This was a life-changing book for me. The only thing I can compare it to in terms of reading experience is Inseparable: Desire Between Women in Literature by Emma Donoghue, which opened up a whole world of queer women lit throughout time to me that I had never heard of before. Instead of changing my view of lesbian and bi books, though, Sexual Fluidity revolutionized my entire outlook on sexual identity and orientation.
I wish that was an exaggeration. This was an incredibly affirming book, but it also frustrated me that it took this long for me to discover a different framework from which to view sexuality–one that viewed my experiences not as an aberration, but as a normal, valid example of how sexuality might flow over time.
Lisa M. Diamond follows a group of almost 100 women over the course of ten years, most of them lesbians or bisexual women, checking in several times throughout to see how their sexual identity and behaviour had changed. Although the standard understanding of sexual orientation would assume that these women would stay in the same categories after they came out, this wasn’t the reality. 2/3 of the women changed identities (lesbian/bisexual/heterosexual/unlabeled) at some point during the ten years. Most of that change was because of sexual relationships women had since the last interview. Diamond argues that typically it isn’t actually that these women’s orientation is changing–the interviewees generally reported staying in a fairly narrow range of attraction to their preferred gender(s)–but that instead these experiences were due to examples of sexual fluidity.
This is a fairly academic text, but it’s packed full of fascinating information. It covers the biological aspects and psychological aspect of this concept, drawing from a huge amount of studies. I apologize for this long-winded review, because this book was so central in changing how I think about sexuality that I’m determined to note it all down so that I can’t forget.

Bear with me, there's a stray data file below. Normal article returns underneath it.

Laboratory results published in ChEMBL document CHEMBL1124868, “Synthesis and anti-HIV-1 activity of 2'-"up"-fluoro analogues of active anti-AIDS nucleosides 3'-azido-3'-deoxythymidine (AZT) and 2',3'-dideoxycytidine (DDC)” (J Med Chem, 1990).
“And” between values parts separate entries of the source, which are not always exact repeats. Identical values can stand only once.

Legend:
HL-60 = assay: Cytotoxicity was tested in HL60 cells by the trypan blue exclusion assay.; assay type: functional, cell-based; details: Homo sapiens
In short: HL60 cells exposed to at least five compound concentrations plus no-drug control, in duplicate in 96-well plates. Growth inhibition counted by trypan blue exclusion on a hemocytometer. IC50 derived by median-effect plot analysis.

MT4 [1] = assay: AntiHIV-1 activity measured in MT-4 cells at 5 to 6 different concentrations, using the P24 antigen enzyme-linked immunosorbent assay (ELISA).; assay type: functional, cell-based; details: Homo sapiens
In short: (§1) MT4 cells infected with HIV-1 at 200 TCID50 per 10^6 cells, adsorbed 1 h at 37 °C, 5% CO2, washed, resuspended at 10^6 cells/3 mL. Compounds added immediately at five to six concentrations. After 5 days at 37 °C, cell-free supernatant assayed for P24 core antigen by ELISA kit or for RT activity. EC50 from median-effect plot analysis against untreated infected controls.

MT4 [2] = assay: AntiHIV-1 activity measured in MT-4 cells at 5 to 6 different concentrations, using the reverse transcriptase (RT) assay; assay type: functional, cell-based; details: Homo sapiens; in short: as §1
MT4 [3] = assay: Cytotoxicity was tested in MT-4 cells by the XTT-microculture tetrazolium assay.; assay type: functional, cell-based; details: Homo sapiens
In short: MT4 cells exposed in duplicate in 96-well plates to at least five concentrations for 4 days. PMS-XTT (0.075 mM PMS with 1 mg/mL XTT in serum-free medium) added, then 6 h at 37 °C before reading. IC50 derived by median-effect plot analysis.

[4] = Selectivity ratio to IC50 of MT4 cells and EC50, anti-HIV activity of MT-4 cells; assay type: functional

Diamond argues sexual orientation indicates not a rigid prediction of the gender(s)/sex(es) you are and will always be attracted to, but instead indicated a range from which you can fluctuate–meaning that being attracted nonexclusively to a certain gender is not necessarily a bisexual orientation, but may be brought on by sexual fluidity. Basically, sexuality is not just a range from 0% same-sex attraction = heterosexual, 1%-99% same-sex attraction = bisexual, and 100% same-sex attraction = homosexual. Instead, orientation is only one aspect of sexuality. Here are some of the things she argues make up sexuality:
- Sexual orientation, which indicates a tendency to seek out sexual experience with a certain sex/sexes
- Degree of fluidity: the capacity a person has to react to triggers for fluidity. Where orientation determines someone’s already-existing attraction to certain sexes, same-sex arousability determines someone’s receptivity to environments that might trigger fluidity–like becoming emotionally intimate with a same-sex friend
- Exposure to environments that might trigger fluidity (usually exposure to certain genders/sexes in everyday life–an all-women college won’t offer a lot of opportunity for sexual fluidity towards men)
- Capacity for “person-based” attraction: for some people, emotional intimacy with someone may lead to romantic feelings, which may then lead to sexual attraction, just as sexual attraction to someone may then lead to romantic feelings for them
I know that I am over simplifying and likely mangling that explanation, but that is my understanding. Diamond also explores the roles of “proceptivity” (sexual drive) vs “arousability” (receptivity to sexual cues) in certain people’s lives. For people who menstruate, the hormonal fluctuations mean that arousability plays a bigger part in day-to-day attractions than proceptivity (unlike cis men).